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Posts from the ‘Research News’ Category

US: UC Davis launches produce fact sheets app

UC Davis Postharvest Technology Center: As a global resource, the UC Postharvest Technology Center website is visited over 3 million times a year and contains more than 660 pages and 750 documents with postharvest information and related resources.

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US: Meat, not fresh produce, raises consumer food safety concerns

The Packer: Consumers are much more concerned about raw chicken and raw beef being contaminated than raw fruits and vegetables, according to a new food safety survey.

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AU: “Foodborne diseases: changing epidemiology and disease control” research symposium

1 September 2016

Event co-hosted by the Centre for Infectious Diseases & Microbiology - Public Health (CIDM-PH) and the Marie Bashir Institute (MBI)

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AU/NZ: Innovations in fresh produce safety conference a resounding success

11 August 2016
The Fresh Produce Safety Centre Australia & New Zealand organised an impressive line-up of speakers to present at its third annual Fresh Produce Safety Conference at the University of Sydney on 10 August. They presented to a capacity audience of over 140 people...

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NZ: Massey-hosted food safety partnership awarded $1.25M

Scoop: A new partnership involving nine New Zealand research organisations has been awarded $1.25 million in funding from the Ministry of Business, Innovation and Employment. The New Zealand-China Food Protection Network (NZ-CFPN) will enhance communication between research scientists, government organisations and industries here and in China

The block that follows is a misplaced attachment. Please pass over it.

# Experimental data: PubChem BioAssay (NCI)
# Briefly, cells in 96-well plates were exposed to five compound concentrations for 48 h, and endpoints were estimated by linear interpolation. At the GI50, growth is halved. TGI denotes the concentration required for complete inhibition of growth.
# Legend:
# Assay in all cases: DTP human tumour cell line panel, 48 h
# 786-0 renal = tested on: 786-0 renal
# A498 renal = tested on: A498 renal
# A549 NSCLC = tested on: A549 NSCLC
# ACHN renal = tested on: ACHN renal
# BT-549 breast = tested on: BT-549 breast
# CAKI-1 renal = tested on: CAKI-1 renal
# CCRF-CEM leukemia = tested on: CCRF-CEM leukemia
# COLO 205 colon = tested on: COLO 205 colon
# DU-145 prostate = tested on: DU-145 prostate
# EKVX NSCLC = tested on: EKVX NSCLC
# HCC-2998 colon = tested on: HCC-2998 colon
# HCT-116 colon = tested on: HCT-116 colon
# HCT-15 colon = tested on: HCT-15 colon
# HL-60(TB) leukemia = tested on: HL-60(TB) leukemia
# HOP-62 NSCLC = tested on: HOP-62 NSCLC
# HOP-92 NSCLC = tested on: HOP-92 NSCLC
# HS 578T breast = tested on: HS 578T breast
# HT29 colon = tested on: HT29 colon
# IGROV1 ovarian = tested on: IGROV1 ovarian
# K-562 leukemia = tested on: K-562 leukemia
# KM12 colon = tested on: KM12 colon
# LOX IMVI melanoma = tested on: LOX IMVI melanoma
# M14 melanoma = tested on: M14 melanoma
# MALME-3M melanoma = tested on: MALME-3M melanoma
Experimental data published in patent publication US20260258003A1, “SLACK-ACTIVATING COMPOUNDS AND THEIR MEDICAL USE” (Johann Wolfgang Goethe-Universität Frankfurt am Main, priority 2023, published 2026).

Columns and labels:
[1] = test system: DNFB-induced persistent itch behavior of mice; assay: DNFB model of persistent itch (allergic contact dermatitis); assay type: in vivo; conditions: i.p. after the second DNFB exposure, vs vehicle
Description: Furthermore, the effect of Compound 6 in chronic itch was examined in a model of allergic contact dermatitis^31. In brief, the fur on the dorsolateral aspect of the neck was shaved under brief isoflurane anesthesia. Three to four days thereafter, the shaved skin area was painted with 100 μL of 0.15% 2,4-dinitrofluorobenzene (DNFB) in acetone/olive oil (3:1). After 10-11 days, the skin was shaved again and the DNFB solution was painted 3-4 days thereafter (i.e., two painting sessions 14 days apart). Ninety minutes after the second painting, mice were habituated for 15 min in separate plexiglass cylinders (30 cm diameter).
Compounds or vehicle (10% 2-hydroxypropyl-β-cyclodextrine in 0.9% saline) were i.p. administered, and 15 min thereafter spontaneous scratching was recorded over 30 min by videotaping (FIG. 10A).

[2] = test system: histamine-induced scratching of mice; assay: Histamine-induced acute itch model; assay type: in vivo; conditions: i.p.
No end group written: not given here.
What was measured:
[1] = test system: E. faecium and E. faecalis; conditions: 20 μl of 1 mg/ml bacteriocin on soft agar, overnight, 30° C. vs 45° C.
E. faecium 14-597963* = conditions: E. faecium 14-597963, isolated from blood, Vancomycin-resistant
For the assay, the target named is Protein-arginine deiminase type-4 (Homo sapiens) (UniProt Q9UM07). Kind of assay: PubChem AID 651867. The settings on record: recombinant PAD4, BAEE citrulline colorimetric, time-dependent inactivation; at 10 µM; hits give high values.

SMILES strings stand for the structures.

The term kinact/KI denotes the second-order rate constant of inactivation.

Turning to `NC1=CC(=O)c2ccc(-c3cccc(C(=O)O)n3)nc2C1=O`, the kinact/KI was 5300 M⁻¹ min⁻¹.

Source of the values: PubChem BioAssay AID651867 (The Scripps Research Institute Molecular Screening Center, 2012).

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US: Metrics proposed to prevent the harvest of leafy green crops exposed to floodwater contaminated with Escherichia coli

Allied and Environmental Microbiology: In this study, the suitability of the LGMA metrics for farms in the Mid-Atlantic region of the United States was evaluated. The upper end of a spinach bed (in Beltsville, MD) established on a −5% grade was flooded with water containing 6 log CFU/ml Escherichia coli to model a worst-case scenario of bacterial movement through soil. While E. coli was quickly detected at the 9-m distance within 1 day in the spring trial and within 3 days in the fall trial, no E. coli was detected on plants outside the flood zone after 14 days.

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UK: New diagnostic tests could hamper tracking of foodborne illness

Food Safety Watch: So-called culture-independent diagnostic tests (CIDTs) help doctors diagnose foodborne infections in a matter of hours because they do not depend on traditional bacterial culture techniques, which often take several days to complete. Unfortunately, the absence of a bacterial culture makes it difficult to obtain detailed information from the bacteria responsible for the infection, such as genetic fingerprint and genome sequencing data.

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NL: Around the world in 1,475 Salmonella geo-serotypes

Emerging Infectious Diseases: It’s easy to remember Salmonella serotypes names, isn’t it? Surely, this is because the naming system of Salmonella serotypes is by far the most scientist friendly. Traditionally, most Salmonella serotypes have been named after geographic locations. We decided to explore the geographic locations to which Salmonella serotypes refer and describe some unexpected twists in the naming scheme. We found that 93% (n = 1,475) of the 1,585 serotypes could be categorized as geo-serotypes; that is, the name refers to a geographic location.

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AU: Reports on the use of nanotechnology in food additives and packaging

Food Standards Australia New Zealand: In 2015 an expert toxicologist prepared two reports for FSANZ on the potential use of nanotechnologies in existing food additives and food packaging. The reports were then peer reviewed by an expert pharmacologist and toxicologist to evaluate whether the conclusions for each of the reports were supported by the weight of evidence in scientific literature. The peer review agreed with the overall conclusions of the reports.

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AU: Cassava: the staple crop that can kill you

Food Processing: Easy to cultivate and drought-tolerant, the cassava plant is eaten by a billion people around the world every day. But its popularity is also its weakness, as attacks by pests and diseases have a potentially huge impact on food security. It’s also the only staple crop that can kill you or cause chronic neurological disease if it’s not processed, potentially producing fatal levels of cyanide when drought-stressed.

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